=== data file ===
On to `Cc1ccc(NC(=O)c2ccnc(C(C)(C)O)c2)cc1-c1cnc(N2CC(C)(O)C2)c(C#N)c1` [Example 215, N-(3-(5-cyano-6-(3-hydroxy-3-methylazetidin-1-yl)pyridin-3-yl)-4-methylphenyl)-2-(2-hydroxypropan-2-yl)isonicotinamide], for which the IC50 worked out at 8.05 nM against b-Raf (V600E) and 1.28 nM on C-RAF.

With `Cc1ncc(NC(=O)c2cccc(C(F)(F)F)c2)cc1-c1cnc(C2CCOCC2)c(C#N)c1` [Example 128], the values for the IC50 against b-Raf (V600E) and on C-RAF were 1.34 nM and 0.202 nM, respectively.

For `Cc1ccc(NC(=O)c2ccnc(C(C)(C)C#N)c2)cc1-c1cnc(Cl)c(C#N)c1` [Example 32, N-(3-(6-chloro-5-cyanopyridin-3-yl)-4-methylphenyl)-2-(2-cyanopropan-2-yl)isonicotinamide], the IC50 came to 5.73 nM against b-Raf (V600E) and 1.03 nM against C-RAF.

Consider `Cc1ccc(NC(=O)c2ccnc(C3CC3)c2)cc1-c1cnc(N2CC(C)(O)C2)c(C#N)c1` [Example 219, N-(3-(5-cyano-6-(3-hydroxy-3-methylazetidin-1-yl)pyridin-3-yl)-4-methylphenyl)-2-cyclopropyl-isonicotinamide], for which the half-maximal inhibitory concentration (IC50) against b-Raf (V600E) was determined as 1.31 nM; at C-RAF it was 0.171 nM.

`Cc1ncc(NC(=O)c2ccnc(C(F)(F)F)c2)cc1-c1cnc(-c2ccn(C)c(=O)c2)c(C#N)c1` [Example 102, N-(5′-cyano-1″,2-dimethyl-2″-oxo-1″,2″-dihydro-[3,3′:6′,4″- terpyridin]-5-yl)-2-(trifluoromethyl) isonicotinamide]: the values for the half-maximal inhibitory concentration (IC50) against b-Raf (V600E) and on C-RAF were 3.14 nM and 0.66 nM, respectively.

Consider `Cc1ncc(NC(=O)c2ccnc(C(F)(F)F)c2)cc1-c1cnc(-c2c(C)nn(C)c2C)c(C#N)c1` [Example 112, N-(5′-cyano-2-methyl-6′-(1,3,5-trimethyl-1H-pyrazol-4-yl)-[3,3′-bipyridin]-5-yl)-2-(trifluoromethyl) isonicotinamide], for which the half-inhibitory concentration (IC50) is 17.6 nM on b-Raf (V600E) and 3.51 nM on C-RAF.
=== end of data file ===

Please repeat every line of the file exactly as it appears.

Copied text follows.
On to `Cc1ccc(NC(=O)c2ccnc(C(C)(C)O)c2)cc1-c1cnc(N2CC(C)(O)C2)c(C#N)c1` [Example 215, N-(3-(5-cyano-6-(3-hydroxy-3-methylazetidin-1-yl)pyridin-3-yl)-4-methylphenyl)-2-(2-hydroxypropan-2-yl)isonicotinamide], for which the IC50 worked out at 8.05 nM against b-Raf (V600E) and 1.28 nM on C-RAF.

With `Cc1ncc(NC(=O)c2cccc(C(F)(F)F)c2)cc1-c1cnc(C2CCOCC2)c(C#N)c1` [Example 128], the values for the IC50 against b-Raf (V600E) and on C-RAF were 1.34 nM and 0.202 nM, respectively.

For `Cc1ccc(NC(=O)c2ccnc(C(C)(C)C#N)c2)cc1-c1cnc(Cl)c(C#N)c1` [Example 32, N-(3-(6-chloro-5-cyanopyridin-3-yl)-4-methylphenyl)-2-(2-cyanopropan-2-yl)isonicotinamide], the IC50 came to 5.73 nM against b-Raf (V600E) and 1.03 nM against C-RAF.

Consider `Cc1ccc(NC(=O)c2ccnc(C3CC3)c2)cc1-c1cnc(N2CC(C)(O)C2)c(C#N)c1` [Example 219, N-(3-(5-cyano-6-(3-hydroxy-3-methylazetidin-1-yl)pyridin-3-yl)-4-methylphenyl)-2-cyclopropyl-isonicotinamide], for which the half-maximal inhibitory concentration (IC50) against b-Raf (V600E) was determined as 1.31 nM; at C-RAF it was 0.171 nM.

`Cc1ncc(NC(=O)c2ccnc(C(F)(F)F)c2)cc1-c1cnc(-c2ccn(C)c(=O)c2)c(C#N)c1` [Example 102, N-(5′-cyano-1″,2-dimethyl-2″-oxo-1″,2″-dihydro-[3,3′:6′,4″- terpyridin]-5-yl)-2-(trifluoromethyl) isonicotinamide]: the values for the half-maximal inhibitory concentration (IC50) against b-Raf (V600E) and on C-RAF were 3.14 nM and 0.66 nM, respectively.

Consider `Cc1ncc(NC(=O)c2ccnc(C(F)(F)F)c2)cc1-c1cnc(-c2c(C)nn(C)c2C)c(C#N)c1` [Example 112, N-(5′-cyano-2-methyl-6′-(1,3,5-trimethyl-1H-pyrazol-4-yl)-[3,3′-bipyridin]-5-yl)-2-(trifluoromethyl) isonicotinamide], for which the half-inhibitory concentration (IC50) is 17.6 nM on b-Raf (V600E) and 3.51 nM on C-RAF.